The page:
Finding success in Beijing can be a lot harder than it seems, but this young woman followed her dreams and succeeded. She started as a waitress, but soon became an up-and-coming artist.
CGTN’s Han Peng reports.
Every time she paints, she said it’s a mystery being unfolded from deep in her heart.
“I focus on abstract paintings, because I do not have to paint the real world,” Wang Hua explained. “I like to paint what I feel inside. Straight lines mean I’m feeling something sharp, while curved lines show my heart becomes gentle and soft.”
Following her heart, the painter said she has no idea what will appear on the canvas until the image is there.
“Everything around me, including your talking with me right now, or even a cup falling nearby, will all change my feelings, and thus change my strokes. So I never plan anything, but just let them all naturally flow out to become the final work.”
Her final work, ten impressive 30 meter long rolls she spent the past seven years finishing will be exhibited along with the masterpieces from some of China’s highest profile artists
Wang had humble beginnings growing up in a rural town. The artist never went to university and came to Beijing in 2011.
“I knew nothing about Beijing then, except that the environment for art looked better than my village.”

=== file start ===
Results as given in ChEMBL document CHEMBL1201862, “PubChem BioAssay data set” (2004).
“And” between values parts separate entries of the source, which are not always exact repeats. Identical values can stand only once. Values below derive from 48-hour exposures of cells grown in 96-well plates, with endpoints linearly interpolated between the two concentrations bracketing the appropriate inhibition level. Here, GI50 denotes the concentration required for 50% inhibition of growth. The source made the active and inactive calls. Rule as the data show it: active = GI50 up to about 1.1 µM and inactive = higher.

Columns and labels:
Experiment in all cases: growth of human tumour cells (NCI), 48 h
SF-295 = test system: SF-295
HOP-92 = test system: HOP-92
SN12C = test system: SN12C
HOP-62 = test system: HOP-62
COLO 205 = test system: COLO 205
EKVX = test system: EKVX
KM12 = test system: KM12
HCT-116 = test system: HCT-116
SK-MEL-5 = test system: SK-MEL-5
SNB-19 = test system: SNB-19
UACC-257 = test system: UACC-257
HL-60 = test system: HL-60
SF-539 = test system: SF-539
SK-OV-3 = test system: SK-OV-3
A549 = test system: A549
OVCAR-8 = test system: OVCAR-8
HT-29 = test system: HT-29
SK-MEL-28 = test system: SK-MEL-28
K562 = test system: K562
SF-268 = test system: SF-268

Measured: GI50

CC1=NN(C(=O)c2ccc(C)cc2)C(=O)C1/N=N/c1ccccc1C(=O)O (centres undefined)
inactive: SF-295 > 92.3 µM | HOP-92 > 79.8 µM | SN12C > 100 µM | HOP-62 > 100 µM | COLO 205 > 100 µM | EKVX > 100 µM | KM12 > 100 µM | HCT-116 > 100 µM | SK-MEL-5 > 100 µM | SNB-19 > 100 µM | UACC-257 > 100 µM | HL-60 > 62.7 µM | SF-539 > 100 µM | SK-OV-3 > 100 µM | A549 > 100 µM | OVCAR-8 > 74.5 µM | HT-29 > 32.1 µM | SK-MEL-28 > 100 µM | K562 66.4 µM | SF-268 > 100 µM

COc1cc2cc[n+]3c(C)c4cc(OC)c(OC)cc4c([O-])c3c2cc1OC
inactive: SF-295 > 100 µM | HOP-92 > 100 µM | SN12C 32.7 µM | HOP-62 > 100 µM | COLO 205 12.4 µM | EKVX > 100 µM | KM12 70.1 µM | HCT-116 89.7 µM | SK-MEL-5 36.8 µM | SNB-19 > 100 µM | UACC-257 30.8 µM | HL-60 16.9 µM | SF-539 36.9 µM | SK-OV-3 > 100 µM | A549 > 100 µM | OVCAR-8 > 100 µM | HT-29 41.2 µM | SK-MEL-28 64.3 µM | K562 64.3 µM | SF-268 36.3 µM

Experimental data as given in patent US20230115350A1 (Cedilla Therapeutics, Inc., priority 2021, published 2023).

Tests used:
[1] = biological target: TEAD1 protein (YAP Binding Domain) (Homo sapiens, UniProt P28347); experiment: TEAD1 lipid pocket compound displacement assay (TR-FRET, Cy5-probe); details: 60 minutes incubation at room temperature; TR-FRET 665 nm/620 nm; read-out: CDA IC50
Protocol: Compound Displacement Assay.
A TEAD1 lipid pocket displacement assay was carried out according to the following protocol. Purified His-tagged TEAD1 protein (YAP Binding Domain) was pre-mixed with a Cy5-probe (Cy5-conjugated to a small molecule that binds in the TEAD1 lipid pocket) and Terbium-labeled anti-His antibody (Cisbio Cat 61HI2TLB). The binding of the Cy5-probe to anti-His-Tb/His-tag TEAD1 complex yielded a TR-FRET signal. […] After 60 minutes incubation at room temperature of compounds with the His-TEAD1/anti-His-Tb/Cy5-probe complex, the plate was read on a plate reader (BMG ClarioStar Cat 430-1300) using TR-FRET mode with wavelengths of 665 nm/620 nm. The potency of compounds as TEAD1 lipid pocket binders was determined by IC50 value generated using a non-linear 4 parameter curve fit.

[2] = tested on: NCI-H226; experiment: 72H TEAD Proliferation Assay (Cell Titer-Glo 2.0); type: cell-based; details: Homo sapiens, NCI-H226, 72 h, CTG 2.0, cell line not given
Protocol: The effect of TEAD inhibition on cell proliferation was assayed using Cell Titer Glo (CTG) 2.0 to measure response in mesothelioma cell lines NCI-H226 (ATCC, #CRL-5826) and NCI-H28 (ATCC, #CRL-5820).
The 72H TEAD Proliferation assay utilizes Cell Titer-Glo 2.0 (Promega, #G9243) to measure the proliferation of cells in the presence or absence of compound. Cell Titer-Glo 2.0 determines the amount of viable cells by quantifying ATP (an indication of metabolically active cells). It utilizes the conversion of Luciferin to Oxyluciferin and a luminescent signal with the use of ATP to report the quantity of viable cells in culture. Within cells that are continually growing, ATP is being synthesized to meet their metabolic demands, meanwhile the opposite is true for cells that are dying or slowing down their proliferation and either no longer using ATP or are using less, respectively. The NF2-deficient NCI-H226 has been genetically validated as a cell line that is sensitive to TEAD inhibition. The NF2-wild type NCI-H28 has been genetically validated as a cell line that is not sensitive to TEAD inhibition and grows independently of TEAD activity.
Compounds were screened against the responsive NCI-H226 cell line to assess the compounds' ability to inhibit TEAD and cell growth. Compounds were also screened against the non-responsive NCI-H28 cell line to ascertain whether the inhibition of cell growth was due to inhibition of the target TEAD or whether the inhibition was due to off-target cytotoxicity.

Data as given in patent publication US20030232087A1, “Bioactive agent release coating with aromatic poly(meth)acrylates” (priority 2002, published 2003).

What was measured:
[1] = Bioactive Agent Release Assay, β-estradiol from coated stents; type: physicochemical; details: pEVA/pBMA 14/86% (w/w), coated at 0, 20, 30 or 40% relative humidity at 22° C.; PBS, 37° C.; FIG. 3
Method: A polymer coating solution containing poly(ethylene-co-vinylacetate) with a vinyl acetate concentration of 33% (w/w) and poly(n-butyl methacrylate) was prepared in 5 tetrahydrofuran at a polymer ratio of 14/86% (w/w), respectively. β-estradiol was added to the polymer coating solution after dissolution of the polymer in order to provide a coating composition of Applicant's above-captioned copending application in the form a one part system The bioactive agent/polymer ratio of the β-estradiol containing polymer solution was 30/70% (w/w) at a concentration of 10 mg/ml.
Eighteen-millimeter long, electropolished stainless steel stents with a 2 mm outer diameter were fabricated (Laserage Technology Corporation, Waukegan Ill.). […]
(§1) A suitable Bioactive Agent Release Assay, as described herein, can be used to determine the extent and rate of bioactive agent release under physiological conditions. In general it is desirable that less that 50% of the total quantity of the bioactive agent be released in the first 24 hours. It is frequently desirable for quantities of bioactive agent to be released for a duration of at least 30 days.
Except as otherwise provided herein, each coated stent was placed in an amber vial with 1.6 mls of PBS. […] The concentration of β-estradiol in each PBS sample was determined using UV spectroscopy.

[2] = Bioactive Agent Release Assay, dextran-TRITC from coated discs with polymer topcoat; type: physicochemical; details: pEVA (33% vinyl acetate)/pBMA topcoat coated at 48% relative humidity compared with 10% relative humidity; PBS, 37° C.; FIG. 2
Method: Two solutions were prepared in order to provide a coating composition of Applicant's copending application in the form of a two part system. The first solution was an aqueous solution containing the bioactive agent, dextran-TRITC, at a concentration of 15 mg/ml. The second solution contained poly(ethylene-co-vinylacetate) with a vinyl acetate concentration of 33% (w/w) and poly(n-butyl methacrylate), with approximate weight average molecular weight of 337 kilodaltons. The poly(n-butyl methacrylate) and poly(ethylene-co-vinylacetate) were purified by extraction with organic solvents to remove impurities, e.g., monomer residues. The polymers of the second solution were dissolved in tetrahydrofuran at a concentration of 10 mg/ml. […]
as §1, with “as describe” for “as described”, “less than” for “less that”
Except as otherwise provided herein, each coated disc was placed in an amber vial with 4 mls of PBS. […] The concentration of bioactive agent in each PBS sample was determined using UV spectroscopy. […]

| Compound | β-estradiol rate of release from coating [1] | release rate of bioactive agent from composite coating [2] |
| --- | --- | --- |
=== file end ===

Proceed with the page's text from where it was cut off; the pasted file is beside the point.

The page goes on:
Like many the newcomers that came before her, she learned it would be a struggle to survive. Wang took a job as a canteen waitress at China’s Central Academy of Fine Arts, a place where she felt her dreams would be in reach.
With a wage of just a few hundred dollars, she settled down in a tiny basement. There, she started the ten long rolls.
“When I’m not eating or sleeping, I’m painting. All my neighbors thought I was either crazy or a fool. That I had no future,” Wang said. “But just like in my art, where I don’t know where my next stroke will be, I left my life to fate to see where it would lead me.”
But a random conversation with a student at the canteen changed everything. Moved by her story, the student recommended Wang to a professor.
A TV documentary caught the meeting that changed her life.
“Her painting is very special. In all the years of my teaching, I never met a student like this,” the academy’s Professor Yuan Yunsheng said. “She never had professional training, but it’s exactly the lack of it that helped her work because she wasn’t restrained by the rules.”
When Wang began to cry, the professor said it was her being so easily moved that makes her work so moving to others.
After years of instruction from her new mentor, she is now much better off, even though she still lives near her basement as a reminder of her humble start.
Beijing authorities have since closed the apartment, banning the rental of all basements because of safety concerns. This along with tough new rules to control the city’s population has made rents rise even further. But if newcomers dream like Wang, they stand a chance.
Curator Daisy Wang explains China’s modern art industry
Daisy Wang is a curator of Chinese and East Asian Art at the Peabody Essex Museum in the U.S. state of Massachusetts. CGTN’s Mike Walter asked her about the growing interest in China’s art scene.